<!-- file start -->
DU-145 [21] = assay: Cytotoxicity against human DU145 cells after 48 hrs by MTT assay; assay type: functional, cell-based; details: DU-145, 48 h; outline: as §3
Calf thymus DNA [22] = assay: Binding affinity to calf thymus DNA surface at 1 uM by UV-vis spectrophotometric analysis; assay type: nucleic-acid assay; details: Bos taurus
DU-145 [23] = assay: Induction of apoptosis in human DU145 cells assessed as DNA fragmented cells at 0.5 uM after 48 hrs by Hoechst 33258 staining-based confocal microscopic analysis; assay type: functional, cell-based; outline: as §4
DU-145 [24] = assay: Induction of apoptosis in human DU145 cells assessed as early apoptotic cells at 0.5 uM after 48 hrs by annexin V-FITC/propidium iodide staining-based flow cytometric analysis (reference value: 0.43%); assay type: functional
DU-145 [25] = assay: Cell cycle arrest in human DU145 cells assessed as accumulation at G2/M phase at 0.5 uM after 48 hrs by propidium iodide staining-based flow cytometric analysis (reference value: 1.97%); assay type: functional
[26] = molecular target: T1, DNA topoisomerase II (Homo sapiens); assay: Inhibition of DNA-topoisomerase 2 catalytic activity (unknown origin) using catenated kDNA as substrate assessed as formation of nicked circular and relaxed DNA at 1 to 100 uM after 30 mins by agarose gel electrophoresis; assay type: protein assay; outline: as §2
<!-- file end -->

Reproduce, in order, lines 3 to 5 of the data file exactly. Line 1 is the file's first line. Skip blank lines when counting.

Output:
DU-145 [23] = assay: Induction of apoptosis in human DU145 cells assessed as DNA fragmented cells at 0.5 uM after 48 hrs by Hoechst 33258 staining-based confocal microscopic analysis; assay type: functional, cell-based; outline: as §4
DU-145 [24] = assay: Induction of apoptosis in human DU145 cells assessed as early apoptotic cells at 0.5 uM after 48 hrs by annexin V-FITC/propidium iodide staining-based flow cytometric analysis (reference value: 0.43%); assay type: functional
DU-145 [25] = assay: Cell cycle arrest in human DU145 cells assessed as accumulation at G2/M phase at 0.5 uM after 48 hrs by propidium iodide staining-based flow cytometric analysis (reference value: 1.97%); assay type: functional